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Privacy Coins Are Unstoppable, Says Copenhagen Business School

Copenhagen Business School has conducted a study on private cryptocurrencies. They concluded that banning privacy coins will likely be a losing battle for regulators.

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Key Takeaways

  • Copenhagen Business School has published a study on private cryptocurrencies.
  • Focussing on Monero, the report pointed to the disruptive potential of privacy coins.
  • The research found that regulators are unlikely to succeed in halting privacy coins anytime soon.

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According to a study published in the Journal of Information Technology, attempting to ban private cryptocurrencies would be nearly impossible for regulators due to the tokens’ privacy-preserving, decentralized nature.

Privacy Coins Are Unstoppable 

The report was compiled in collaboration with the Applied Research and Innovation team at Trilateral Research, and it zoomed in on the popular private coin Monero.

Privacy coins work differently to cryptocurrencies like Bitcoin and Ether—payments are untraceable, helping users maintain privacy. Where every Bitcoin transaction can easily be linked to a user’s address, Monero uses an obfuscated public ledger to hide the details of each transaction. 

Highlighting the difficulties regulators are likely to face in halting privacy coins, Copenhagen Business School researcher Rob Gleasure said:

“If decentralized privacy-preserving cryptocurrencies become popular in the future, to the point they can be routinely exchanged without users having to convert to other currencies and systems, there is no obvious way for regulators to impose post-hoc regulation.”

Gleasure suggested that authorities would benefit from adapting and preparing for the possibility of being unable to prevent the spread of privacy coins in the future. “What the regulators do not realize is those who control the code will control the rules,” he said. “So far, they have not accepted this and are in denial.”

The study, Trilateral Research’s Dr. Robin Renwick explained, observed Monero’s community of developers and users to draw its findings. Crypto Briefing got in touch with Renwick to hear his thoughts on how privacy coins will play a role in the future of the cryptocurrency landscape:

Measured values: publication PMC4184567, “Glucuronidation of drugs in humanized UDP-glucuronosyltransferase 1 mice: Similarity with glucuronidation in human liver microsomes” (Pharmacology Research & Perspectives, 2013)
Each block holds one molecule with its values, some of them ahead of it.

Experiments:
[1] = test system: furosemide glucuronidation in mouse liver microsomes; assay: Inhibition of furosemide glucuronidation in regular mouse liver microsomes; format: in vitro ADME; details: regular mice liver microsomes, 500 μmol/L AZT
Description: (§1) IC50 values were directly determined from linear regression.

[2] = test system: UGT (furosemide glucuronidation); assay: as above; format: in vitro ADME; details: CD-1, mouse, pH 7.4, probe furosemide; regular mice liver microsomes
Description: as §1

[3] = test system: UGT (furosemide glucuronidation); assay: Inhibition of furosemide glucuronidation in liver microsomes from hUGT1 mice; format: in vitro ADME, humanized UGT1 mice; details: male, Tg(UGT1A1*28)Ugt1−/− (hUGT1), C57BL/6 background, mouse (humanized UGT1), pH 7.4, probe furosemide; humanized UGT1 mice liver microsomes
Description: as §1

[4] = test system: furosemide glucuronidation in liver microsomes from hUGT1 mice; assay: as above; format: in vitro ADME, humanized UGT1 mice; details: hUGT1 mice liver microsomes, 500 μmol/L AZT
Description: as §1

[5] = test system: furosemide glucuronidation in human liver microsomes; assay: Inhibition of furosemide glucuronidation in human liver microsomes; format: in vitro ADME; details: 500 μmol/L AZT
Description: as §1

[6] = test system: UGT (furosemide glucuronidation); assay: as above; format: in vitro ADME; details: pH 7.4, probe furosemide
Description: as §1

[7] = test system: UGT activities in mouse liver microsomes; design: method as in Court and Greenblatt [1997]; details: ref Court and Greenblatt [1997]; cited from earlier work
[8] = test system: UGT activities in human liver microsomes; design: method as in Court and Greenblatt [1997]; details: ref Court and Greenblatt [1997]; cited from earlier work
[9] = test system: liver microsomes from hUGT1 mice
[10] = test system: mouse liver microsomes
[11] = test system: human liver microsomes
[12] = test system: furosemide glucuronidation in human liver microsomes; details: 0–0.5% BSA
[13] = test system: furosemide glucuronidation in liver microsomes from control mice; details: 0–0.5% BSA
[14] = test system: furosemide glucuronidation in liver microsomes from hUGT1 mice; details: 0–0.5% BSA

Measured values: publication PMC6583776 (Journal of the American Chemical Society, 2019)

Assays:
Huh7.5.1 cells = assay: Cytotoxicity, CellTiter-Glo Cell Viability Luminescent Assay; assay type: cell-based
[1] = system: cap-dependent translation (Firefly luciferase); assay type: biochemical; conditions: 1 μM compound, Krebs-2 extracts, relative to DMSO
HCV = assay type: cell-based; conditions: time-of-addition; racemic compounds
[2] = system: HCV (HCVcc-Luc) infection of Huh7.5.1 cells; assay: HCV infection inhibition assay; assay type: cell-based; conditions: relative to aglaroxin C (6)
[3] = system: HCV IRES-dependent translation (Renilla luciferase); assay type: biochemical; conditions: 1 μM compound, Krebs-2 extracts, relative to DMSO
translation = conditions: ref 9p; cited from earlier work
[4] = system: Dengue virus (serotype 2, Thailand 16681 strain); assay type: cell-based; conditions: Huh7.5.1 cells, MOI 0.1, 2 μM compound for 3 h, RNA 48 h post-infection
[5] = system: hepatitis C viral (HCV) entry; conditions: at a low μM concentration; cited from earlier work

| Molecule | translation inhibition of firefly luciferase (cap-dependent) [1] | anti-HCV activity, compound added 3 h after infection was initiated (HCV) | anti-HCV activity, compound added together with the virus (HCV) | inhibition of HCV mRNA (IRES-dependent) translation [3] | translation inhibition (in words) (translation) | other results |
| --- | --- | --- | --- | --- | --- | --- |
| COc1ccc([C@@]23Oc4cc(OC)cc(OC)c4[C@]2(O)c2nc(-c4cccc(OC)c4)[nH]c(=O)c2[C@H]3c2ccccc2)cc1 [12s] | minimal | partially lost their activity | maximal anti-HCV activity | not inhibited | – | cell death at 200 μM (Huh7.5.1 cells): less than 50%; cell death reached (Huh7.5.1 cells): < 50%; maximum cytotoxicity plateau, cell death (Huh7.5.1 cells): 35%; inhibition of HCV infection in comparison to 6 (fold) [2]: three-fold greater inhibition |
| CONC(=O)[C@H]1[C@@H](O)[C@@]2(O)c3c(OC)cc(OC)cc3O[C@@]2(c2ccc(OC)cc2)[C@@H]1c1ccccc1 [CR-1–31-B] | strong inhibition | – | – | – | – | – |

“I think it’s possible that governments will try to outright ban any cryptocurrency that attempts to provide a level of privacy above the current “status quo”. This will ensure that privacy-preserving currencies become the route for protest against the incumbent financial system. Don’t forget that privacy infractions and violations have become the mainstay of the financial system.” 

He also pondered an alternative outcome in which governments are more accepting of private cryptocurrencies. He says that relaxed regulations and a deeper understanding of the dangers of transparent coins like Bitcoin could lead to wider adoption of privacy coins, “much like how users are starting to realize the nefariousness of [Big Tech companies like] Facebook and Google.”

In both of Renwick’s scenarios, private cryptocurrencies would still be around, though the suggested outcomes differ greatly depending on government intervention. Given the nascent stages of the cryptocurrency space as a whole, it’s not yet clear whether privacy coins could ever see mainstream adoption, nor to what degree authorities will attempt to stamp out privacy-preserving payment systems. 

Nonetheless, cryptocurrencies have been an increasing point of focus for government officials in recent years.

In the past, much discussion has fallen on the role cryptocurrencies sometimes play in criminal activities such as money laundering and drug dealing, thanks in no small part to Bitcoin’s prominence on darknet marketplaces such as the Silk Road

While Bitcoin has in many ways been embraced as an asset class since Silk Road’s widely documented shutdown, private cryptocurrencies still represent a largely unknown area of the ecosystem. Still, Justin Ehrenhofer, a community lead for Monero, said privacy for all tokens is becoming top of mind for many.

He told Crypto Briefing:

“Regulators and compliance professions should soon realize that Monero is not the only project that offers useful privacy features. Other ‘privacy coins’ offer intrinsic or opt-in privacy enhancements that they need to be prepared for. Even Bitcoin and Ethereum, which are widely-supported, are adopting new privacy enhancements. These technologies can no longer be ignored.”

Monero is considered by many to be the de facto privacy coin. Its market cap totals roughly $2.1 billion today, making it the 15th ranked cryptocurrency

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